Colourful competition a bright spot on the calendar

Port Hacking High School is proud to be loud about its tradition in uniting students behind their school sports houses. Rachel Pilati reports.

Port Hacking High School celebrated its annual Colour Day earlier this month.

To say Port Hacking High School is colourful is an understatement and every year the students gather to prove that point.

This week the school held its annual Colour Day, a whole-school, inclusive event that has been running for more than 30 years.

Each sport house is led by its captains and seniors in a colourfully themed and rehearsed choreography dance routine with chanting, singing, whistles blowing and horns blaring.

The Colour Day champions take home points that go towards the ‘Sports House of the Year’ trophy presented at the end of the year sports awards.

This year Principal Rick Turansky led by example, wearing a multi-coloured cape that billowed in the breeze as he announced Yowie as the winners of the 2024 title.

A principal with students dressed in colourful costumes. A principal with students dressed in colourful costumes.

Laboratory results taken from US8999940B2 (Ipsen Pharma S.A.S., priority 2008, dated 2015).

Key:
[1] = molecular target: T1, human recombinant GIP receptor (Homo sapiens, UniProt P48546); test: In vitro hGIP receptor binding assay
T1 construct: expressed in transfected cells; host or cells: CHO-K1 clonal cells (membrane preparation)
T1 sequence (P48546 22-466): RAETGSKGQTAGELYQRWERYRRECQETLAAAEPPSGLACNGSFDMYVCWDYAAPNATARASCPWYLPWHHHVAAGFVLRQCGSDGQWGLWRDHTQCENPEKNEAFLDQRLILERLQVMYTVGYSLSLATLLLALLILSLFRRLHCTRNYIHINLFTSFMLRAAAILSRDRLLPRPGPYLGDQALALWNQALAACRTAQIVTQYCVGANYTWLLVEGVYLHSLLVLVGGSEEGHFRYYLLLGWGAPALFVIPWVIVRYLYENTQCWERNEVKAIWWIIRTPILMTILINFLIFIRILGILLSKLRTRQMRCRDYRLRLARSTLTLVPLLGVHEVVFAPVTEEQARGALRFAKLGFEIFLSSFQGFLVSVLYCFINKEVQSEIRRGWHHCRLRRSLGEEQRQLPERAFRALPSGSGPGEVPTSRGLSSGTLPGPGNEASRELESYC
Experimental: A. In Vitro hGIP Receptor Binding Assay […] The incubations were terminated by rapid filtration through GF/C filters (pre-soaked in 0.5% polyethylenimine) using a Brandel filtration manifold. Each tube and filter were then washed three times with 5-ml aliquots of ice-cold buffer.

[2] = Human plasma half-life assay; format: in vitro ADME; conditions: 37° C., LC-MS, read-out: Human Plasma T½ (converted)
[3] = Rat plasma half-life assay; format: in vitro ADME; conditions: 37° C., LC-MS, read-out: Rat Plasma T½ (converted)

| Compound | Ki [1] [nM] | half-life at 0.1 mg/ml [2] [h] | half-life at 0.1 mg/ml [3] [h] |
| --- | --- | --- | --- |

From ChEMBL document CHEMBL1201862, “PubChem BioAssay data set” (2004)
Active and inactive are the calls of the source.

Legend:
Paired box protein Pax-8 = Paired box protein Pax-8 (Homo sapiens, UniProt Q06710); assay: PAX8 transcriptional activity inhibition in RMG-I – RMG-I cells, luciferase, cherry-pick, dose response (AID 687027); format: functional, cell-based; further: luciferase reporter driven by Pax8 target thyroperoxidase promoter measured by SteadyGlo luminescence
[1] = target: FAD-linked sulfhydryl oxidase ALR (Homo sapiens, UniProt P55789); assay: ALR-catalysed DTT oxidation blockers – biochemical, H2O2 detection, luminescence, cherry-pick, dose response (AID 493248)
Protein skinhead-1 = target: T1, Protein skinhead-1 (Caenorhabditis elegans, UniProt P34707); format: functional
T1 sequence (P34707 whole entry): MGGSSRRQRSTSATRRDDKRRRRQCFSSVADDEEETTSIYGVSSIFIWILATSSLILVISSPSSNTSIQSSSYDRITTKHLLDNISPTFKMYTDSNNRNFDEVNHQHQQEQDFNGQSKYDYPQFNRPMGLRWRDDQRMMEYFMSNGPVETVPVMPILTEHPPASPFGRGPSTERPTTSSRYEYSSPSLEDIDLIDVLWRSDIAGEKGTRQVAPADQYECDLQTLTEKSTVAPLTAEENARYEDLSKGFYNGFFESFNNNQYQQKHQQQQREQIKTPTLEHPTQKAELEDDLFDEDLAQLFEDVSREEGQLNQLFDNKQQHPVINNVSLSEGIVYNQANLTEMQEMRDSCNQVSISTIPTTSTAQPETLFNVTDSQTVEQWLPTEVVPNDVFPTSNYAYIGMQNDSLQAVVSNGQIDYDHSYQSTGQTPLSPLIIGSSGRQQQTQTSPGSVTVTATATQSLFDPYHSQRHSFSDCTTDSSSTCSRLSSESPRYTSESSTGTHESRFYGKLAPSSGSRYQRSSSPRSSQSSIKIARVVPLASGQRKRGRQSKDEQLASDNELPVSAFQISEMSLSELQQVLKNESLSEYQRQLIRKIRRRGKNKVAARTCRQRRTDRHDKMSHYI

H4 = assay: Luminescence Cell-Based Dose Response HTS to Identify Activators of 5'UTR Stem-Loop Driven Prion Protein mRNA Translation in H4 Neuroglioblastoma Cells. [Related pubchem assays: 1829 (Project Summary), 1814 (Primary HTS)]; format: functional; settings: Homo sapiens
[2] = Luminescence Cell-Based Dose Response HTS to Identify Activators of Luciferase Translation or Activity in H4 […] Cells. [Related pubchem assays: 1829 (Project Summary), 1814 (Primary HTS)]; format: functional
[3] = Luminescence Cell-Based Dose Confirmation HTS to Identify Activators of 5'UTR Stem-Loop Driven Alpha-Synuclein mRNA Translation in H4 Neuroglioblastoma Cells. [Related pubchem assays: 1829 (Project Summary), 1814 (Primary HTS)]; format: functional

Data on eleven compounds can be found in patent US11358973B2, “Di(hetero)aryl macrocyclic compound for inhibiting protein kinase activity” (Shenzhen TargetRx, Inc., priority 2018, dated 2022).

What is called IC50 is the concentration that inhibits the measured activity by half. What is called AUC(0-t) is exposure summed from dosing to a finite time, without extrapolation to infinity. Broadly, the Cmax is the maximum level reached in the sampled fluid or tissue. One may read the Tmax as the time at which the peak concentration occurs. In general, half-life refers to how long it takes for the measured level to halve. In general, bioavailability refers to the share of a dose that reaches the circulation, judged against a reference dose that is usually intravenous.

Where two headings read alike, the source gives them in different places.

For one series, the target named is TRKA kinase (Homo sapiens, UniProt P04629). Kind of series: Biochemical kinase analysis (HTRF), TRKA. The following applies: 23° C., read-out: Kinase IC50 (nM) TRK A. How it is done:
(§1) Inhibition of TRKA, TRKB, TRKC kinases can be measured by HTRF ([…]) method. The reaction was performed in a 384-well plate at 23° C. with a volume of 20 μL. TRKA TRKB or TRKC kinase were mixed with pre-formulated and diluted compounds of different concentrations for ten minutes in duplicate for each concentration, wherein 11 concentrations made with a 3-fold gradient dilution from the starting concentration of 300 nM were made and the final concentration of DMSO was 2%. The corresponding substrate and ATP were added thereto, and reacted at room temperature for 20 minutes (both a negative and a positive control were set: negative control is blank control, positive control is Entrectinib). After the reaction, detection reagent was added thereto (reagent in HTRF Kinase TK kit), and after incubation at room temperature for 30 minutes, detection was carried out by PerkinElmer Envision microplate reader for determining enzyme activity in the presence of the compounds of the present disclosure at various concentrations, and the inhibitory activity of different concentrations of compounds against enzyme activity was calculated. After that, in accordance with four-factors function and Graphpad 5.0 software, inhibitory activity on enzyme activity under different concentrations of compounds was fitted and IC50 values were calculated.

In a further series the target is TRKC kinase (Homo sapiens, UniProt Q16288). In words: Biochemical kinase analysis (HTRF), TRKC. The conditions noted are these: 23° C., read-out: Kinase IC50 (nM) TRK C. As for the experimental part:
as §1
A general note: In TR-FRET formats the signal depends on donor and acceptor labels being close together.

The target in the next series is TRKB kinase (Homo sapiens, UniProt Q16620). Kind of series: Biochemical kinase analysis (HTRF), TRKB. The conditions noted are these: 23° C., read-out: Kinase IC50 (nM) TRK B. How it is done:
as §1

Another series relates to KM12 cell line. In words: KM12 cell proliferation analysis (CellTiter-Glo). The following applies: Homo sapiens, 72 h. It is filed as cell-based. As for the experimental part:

Image: Port Hacking High Principal Rick Turansky with his sports leaders at the school's Colour Day.

Blue house Gunnamatta opened the competition with a winter wonderland-themed mashup of ‘Let It Go’ and ‘Ice Ice Baby’ led by an inflatable Olaf, snow monsters and several princesses all singing at the top of their voices.

With chants of “Burra, Burra Burra”, green team Burraneer entered the competition with disco vibes, a human mirror ball, DJ props and jiving to ‘Saturday Night Fever’.

To the tune of ‘Summer Loving’, Yowie entered all dressed in yellow for a summer party complete with a surfer on top of his board, and lifeguards in support.

Lastly, Jibbon rolled out a glamourous red-carpet event with velvet, feathers and paparazzi. They finished with the loudest rendition of the school song heard all day.

Mr Turansky said, in many schools, students could struggle to know which sports houses they were connected to, but that was not the case at Port Hacking.

He said some high school students could be reluctant to get involved with the traditional sports days such as swimming and athletics carnivals.

“Colour Day has a real benefit of increasing participation and inclusion across the whole student body, with all students encouraged to participate. It really enhances a sense of belonging, connection and pride,” he said.

As an added bonus, the sense of inclusion fostered by Colour Day has led to increased attendance at other school sporting events.

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